Maybe you've never heard of MMT (Modern Monetary Theory). But no doubt, as the 2020 election nears, you will. It's the latest contentious buzzword to hit Washington, D.C.
The idea, despite its name, is not new or "modern." But it has set off a heated political and economic debate, with Fed Chairman Jerome Powell telling Congress last week that Modern Monetary Policy is "just wrong."
Does Modern Monetary Theory, or MMT, represent a brave new future of ever-expanding government spending to meet Americans' vital needs? Or is it a dangerous idea that could lead to runaway inflation, financial disaster and, ultimately, collapse?
The theory, in a nutshell, says that because the U.S. can borrow in its own currency, it can simply print more money when it needs to pay off its debts. All the Fed has to do is keep interest rates low. Simple. It's an increasingly popular idea among left-leaning economists.
Saxo Bank has a few
Naturally, predictions like this are more for bank PR than education but they have some value.
For one, they're a reminder that unexpected, huge and unpredictable moves happen in markets. And they happen far more often than we expect.
The thing is, they usually happen somewhere you least expect.
As for this set of predictions, let's hope this trader is you (from the report):
"World markets are increasingly full of signs and wonders, and the collapse of volatility seen across asset classes in 2017 was no exception. The historic lows in the VIX and MOVE indices are matched by record highs in stocks and real estate, and the result is a powder keg that is set to blow sky-high as the S&P 500 loses 25% of its value in a rapid, spectacular, one-off move reminiscent of 1987. A whole swathe of short volatility funds are completely wiped out and a formerly unknown long volatility trader realises a…
It appears they have the votes. Market is responding.
There is a global push by lawmakers to eliminate the use of physical cash around the world. This movement is often referred to as “The War on Cash”, and there are three major players involved:
1. The Initiators
Governments, central banks.
The elimination of cash will make it easier to track all types of transactions – including those made by criminals.
2. The Enemy
Large denominations of bank notes make illegal transactions easier to perform, and increase anonymity.
3. The Crossfire
Rhetoric has already had an impact on currencies in a big way
Targeting companies or entire nations on Twitter is an unprecedented and controversial method of communication for a President-elect – but one can’t argue with its effectiveness so far.
In today’s chart, we take a look at Donald Trump’s rather unconventional form of “monetary policy”, and how it has potentially influenced the U.S. dollar and five other major currencies since his election in November.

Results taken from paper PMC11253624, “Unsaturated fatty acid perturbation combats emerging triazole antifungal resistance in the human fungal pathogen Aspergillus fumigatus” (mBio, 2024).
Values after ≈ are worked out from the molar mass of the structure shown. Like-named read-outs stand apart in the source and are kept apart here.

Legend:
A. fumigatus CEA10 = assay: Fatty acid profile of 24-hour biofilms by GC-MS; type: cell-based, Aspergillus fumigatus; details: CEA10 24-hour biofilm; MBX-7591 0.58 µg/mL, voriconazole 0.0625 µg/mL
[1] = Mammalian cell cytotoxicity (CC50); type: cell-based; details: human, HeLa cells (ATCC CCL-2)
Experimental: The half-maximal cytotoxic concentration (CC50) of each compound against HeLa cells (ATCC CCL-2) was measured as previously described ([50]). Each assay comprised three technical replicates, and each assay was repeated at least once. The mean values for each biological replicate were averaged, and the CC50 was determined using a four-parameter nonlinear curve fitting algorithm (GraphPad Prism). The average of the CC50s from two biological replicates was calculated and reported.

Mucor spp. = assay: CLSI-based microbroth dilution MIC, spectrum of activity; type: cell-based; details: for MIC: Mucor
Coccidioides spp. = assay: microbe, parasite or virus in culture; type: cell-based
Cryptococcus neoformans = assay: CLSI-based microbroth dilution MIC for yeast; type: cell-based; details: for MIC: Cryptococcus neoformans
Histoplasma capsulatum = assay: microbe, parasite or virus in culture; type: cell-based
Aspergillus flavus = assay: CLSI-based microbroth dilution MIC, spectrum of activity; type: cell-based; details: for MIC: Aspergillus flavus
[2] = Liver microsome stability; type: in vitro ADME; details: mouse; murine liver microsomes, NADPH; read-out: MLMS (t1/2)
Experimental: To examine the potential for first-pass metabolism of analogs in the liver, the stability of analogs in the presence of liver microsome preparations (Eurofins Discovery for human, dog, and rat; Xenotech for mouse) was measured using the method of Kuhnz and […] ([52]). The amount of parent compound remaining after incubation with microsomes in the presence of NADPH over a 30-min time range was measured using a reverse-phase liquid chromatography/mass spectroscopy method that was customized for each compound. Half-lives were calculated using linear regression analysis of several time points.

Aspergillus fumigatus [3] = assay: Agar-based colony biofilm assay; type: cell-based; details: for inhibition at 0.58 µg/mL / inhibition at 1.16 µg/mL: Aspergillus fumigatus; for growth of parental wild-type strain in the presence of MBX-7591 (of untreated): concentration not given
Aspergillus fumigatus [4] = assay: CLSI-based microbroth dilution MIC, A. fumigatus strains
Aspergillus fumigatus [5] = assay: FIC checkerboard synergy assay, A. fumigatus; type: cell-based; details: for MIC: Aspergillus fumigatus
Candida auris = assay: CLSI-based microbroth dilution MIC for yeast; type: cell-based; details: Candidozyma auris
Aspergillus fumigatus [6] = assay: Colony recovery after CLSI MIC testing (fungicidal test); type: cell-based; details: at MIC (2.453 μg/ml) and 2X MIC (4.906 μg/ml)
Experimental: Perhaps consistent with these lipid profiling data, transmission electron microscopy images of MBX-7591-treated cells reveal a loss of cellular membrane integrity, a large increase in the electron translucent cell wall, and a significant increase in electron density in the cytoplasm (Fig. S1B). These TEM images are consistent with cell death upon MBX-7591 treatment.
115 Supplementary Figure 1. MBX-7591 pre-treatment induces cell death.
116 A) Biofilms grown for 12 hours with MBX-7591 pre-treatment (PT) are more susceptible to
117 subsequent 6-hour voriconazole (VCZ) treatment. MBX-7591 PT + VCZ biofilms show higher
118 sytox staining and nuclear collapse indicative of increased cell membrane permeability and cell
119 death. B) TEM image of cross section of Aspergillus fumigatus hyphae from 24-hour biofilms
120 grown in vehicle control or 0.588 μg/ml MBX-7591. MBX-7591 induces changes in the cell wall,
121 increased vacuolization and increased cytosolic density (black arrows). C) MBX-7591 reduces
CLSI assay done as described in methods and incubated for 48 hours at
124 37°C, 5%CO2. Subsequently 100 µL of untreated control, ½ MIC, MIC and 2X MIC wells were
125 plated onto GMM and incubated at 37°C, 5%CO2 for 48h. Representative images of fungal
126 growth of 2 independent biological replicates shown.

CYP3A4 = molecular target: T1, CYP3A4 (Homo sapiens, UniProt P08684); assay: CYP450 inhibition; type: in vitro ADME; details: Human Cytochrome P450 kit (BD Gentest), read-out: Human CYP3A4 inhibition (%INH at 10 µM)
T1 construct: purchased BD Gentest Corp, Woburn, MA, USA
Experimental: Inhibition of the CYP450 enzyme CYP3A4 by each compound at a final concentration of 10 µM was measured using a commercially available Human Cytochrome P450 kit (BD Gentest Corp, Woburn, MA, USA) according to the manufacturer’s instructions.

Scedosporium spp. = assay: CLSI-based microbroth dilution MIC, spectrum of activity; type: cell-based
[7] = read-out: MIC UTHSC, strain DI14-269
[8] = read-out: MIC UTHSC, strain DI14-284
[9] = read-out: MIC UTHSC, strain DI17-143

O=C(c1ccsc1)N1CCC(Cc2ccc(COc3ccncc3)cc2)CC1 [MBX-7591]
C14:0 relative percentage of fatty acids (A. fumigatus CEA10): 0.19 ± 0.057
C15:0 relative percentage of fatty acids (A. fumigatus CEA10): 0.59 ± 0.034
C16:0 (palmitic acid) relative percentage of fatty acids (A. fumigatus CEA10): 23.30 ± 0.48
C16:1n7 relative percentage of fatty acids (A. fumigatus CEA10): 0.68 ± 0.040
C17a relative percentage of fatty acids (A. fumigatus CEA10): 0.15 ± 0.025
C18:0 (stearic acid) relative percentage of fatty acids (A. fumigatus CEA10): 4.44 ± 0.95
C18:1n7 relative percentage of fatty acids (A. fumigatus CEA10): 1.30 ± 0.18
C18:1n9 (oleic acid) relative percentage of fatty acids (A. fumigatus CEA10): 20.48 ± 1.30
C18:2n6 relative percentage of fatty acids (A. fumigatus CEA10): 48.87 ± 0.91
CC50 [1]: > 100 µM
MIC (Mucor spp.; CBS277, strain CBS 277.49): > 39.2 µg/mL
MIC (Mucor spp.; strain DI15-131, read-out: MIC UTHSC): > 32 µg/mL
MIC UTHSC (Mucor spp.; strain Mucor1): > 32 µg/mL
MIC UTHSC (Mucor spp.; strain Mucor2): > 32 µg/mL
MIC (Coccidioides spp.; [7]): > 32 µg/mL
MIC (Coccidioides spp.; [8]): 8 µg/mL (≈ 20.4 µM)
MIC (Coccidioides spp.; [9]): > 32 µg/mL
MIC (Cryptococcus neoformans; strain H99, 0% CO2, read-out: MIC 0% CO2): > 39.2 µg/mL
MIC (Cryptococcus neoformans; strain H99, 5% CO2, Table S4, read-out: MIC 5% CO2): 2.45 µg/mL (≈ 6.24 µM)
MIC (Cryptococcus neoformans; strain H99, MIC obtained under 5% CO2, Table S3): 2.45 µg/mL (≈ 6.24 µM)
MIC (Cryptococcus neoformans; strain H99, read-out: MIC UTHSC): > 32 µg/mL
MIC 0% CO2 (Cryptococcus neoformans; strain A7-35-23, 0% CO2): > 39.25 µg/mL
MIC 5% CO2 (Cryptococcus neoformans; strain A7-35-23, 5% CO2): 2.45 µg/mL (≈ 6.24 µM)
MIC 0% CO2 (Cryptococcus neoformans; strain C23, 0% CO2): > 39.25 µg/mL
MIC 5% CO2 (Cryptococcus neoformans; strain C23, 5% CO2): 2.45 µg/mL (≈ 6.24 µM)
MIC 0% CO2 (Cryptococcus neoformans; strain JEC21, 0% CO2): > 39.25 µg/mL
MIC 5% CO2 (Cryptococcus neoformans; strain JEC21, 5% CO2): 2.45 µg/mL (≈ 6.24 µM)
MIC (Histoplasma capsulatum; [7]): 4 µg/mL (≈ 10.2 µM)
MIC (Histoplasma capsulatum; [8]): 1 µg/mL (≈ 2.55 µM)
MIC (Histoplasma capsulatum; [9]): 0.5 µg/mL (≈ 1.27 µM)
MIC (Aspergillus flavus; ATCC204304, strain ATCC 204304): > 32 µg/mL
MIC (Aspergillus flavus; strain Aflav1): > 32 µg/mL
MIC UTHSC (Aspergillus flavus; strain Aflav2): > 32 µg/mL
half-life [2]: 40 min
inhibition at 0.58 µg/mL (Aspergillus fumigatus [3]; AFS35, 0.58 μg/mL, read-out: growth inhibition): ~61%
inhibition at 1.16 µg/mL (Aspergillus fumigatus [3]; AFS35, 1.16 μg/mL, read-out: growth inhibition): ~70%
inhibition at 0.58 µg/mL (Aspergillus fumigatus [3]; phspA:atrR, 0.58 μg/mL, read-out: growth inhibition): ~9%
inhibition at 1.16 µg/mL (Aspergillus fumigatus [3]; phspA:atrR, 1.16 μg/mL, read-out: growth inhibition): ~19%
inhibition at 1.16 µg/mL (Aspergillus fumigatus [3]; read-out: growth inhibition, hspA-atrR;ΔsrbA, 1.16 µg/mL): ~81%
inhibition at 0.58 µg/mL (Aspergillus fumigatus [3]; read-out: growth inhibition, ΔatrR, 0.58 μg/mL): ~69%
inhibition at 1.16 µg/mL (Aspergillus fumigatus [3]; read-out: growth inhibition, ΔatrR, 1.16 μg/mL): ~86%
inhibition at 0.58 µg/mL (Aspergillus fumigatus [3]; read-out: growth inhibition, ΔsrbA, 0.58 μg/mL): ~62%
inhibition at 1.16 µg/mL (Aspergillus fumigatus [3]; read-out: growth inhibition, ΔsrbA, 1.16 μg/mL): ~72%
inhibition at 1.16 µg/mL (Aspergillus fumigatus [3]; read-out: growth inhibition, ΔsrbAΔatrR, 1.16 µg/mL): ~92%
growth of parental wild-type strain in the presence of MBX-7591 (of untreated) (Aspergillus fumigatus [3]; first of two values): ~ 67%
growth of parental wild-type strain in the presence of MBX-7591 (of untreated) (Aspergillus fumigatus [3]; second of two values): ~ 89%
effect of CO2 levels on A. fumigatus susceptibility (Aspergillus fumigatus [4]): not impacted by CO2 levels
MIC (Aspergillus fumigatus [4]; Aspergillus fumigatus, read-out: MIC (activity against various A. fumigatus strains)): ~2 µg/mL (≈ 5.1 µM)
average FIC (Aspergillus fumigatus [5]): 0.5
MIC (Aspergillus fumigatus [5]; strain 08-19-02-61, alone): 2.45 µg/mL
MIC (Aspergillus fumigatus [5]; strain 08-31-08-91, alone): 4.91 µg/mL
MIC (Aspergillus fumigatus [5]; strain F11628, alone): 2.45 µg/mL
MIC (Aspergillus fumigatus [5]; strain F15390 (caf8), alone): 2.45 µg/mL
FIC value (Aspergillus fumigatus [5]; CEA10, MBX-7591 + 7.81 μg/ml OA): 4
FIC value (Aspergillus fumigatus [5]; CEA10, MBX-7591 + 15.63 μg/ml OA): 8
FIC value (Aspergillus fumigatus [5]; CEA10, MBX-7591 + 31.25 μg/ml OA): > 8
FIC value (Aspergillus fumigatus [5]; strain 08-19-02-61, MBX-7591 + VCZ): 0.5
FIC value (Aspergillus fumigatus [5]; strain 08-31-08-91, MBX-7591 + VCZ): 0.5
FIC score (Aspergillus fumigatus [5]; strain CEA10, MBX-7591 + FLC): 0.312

Ready, Aim, Tweet
A preview of President-elect Trump’s “America First” directive can already be seen on Twitter.
Trump’s infamous account, which is…
I don't actually embrace this headline. In my experience, yes, emotions exist while paper trading. It's merely that you can sleep at night knowing your bank account didn't go up in flames but that's just me. It's also essential in my book that you determine what "type" of trader you want to be. It's one thing to say you want to invest like Warren Buffett but just what does that entail? Do you rally know? It's also super easy to be sucked in by get-rich-quick ads and bloggers who entice you to sign up for their premium edition (none of which I recommend). Don't underestimate the market. It's NOT easy, even if you believe you've got a plan and everyone loses. Everyone. The trick is not to be fooled. Ignore the headline newsfeed hype and learn to invest without…
We’ve been bulls on 30-year Treasury bonds since 1981 when we stated, “We’re entering the bond rally of a lifetime.” It’s still under way, in our opinion. Their yields back then were 15.2%, but our forecast called for huge declines in inflation and, with it, a gigantic fall in bond yields to our then-target of 3%.
The Cause of Inflation
We’ve argued that the root of inflation is excess demand, and historically it’s caused by huge government spending on top of a fully-employed economy. That happens during wars, and so inflation and wars always go together, going…
Next week will be a historical one for both the United Kingdom and the global economy. On June 23rd the British people will decide whether to leave or stay in the European Union. Polls have been mixed over the last couple months, but the latest out show momentum for leaving, which is scaring the markets.
Loss of British sovereignty is the fundamental reason for leaving the EU, as many supporters want to take back control of U.K. borders in order to curb immigration. Those that wish to stay in the EU say there are severe short-term economic consequences that would make trade difficult and slow the economy. Even President Obama recently said that if there is a Brexit, the U.K. would go to the “back of the queue” in American trade deals.
While debate and speculation is running rampant, markets are watching the British Pound closely. Last week U.S. indices tracked and moved with the Pound tick for tick, showing that traders are very concerned about the upcoming…
Energy defaults have been heavy on my mind as their Bankruptcies are expected to increase greatly in the second half of 2016. I didn't even touch on farms and other exploding debt. Clearly I'm not alone in this concern. It's not housing this time; it's much worse. If rates rise, what will happen? Emphasis in bold mine. Read on.